Joshua: I agree.  I think it’s the boundlessness of it all.  In fantasy and science fiction, you can do anything.  There are no limits.  You can push and push the bounds of believability, and then you can push it some more.  Of course, you have to structure the fantasy or science fiction so that the reader is willing to push along with you or you won’t have any readers, but that’s part of the challenge.  I think that an excellent writer can craft any story, no matter how unbelievable, so that the majority of readers WILL take that trip with them, and I think that most writers in SF and F are trying to become such an excellent writer.  I know I am, and after talking with Sam on many occasions over drinks at cons, I believe he’s striving to be an excellent writer as well.

Sam, your main character Reffen is a mage, and Joshua, your main character is an assassin. Why those choices?

Sam: I agree with Joshua – I am striving for excellence as a writer.  I just hope I don’t have to strive as hard as Joshua’s and my main characters.  Their lives are miserable.  In the Stoneways I made Reiffen a mage because the story is about power, and what’s more powerful, in any tradition and at any time, than a magician?

Joshua: A more powerful magician.  Oh, but I suppose that question was rhetorical.  *grin*  The initial vision for The Skewed Throne had Varis on a boat in the harbor of the city of Amenkor, a common person, someone living the ordinary life, and suddenly this mysterious White Fire—obviously magical in nature—sweeps out of the west and touches her.  However, when I sat down to write the book, I’d started thinking about Varis, about her situation and where she came from, and realized that she needed to be in more dire straits if I was going to make her story believable.  At that point, she became someone trapped in the slums of Amenkor—like many others in the city—and fighting to survive, fighting to find a way out.  Her desperation to escape her situation is what drives her to become an assassin when given the chance, and it’s what pushes her to do things that she wouldn’t normally do, perhaps.  Her being an assassin was also a way to take a common person in the society and get them involved in the world events—the politics and maneuverings—that are going on at the same time.  Also, I’ve always wanted to write about an assassin; one that actually kills people during the course of the book.  I was tired of reading books about assassins who never actually hurt anybody.  *grin*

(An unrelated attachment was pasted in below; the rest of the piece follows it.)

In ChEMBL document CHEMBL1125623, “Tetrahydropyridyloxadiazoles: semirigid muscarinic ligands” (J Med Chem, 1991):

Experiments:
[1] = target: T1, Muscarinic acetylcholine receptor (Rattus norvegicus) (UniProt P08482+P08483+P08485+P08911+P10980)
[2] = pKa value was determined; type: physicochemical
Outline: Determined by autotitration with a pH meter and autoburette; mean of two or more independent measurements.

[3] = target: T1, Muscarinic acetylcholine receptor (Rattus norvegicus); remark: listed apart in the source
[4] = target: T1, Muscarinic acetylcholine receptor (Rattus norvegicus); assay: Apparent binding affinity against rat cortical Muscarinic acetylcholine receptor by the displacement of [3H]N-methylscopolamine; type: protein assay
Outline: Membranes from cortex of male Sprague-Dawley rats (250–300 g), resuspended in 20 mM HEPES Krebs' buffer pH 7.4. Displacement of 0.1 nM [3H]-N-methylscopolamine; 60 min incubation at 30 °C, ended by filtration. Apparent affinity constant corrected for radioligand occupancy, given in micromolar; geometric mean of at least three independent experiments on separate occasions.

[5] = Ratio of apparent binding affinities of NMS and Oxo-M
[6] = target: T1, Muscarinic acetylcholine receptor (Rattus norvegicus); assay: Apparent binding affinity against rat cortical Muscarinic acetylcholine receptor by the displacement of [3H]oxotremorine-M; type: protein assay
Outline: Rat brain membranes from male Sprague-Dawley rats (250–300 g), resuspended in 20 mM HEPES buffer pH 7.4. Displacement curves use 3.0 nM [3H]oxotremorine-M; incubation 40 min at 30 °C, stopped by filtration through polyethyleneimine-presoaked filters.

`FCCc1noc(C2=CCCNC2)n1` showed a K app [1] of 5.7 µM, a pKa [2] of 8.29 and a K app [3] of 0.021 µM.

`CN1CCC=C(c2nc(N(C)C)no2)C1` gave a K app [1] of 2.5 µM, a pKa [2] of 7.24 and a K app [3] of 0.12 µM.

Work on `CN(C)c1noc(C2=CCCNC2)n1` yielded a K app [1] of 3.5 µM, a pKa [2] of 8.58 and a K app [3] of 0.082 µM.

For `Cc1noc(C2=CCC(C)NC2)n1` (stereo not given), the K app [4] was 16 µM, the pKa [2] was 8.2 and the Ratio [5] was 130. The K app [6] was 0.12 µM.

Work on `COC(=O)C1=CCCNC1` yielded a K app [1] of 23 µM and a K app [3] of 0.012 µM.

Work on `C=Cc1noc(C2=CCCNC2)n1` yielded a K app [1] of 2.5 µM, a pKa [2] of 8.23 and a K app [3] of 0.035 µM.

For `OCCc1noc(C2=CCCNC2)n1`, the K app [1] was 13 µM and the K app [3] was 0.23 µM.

What sort of research did you do to write this book?

Sam:  And, boy, Varis does do her share of hurting.  I just hope Joshua didn’t have to research that part too vigorously.  Since Queen Ferris is a fantasy, I did very little research.  I checked out a few technologies to see if they were appropriate to the level of some of the cultures – in Queen Ferris, different cultures have different technological levels.  The Dwarves, for example, have gas filled airships for traveling beneath the bottom of the world.  The humans don’t.  In general, however, I don’t think fantasy requires a great deal of research.  As Joshua said earlier, one of the great things about fantasy is that there are no limits.  Historical fantasy is another matter entirely.

Joshua: And we’re back to agreeing.  I generally don’t do any research ahead of time for my novels… but that’s because I don’t know what I need to research yet.  The way I write novels is more or less by the seat of my pants.  When I start, I have a vague idea of what I think the book is going to be about.  This usually amounts to one or two scenes scattered throughout the book, including something near the end and a scene or two in between.  (I always have the initial scene in mind.)  Then I start writing.  I keep notes along the way, and write down things I need to research as I go.  Sometimes, if I hit something that’s important to the plot, I’ll pause in the writing and do research on that at the time, but most of the time I save the research until the book is finished and I’m getting ready to do the revisions.  So the amount of research varies with each book, and depends on where the book decides to take itself.  In The Vacant Throne, most of my research involved ships and in particular, how ships fought while at sea.  But overall I end up not doing much research at all, because, as Sam says, this is fantasy.  Strangely enough, it appears that most of the research done for a fantasy actually involves delving into technology instead.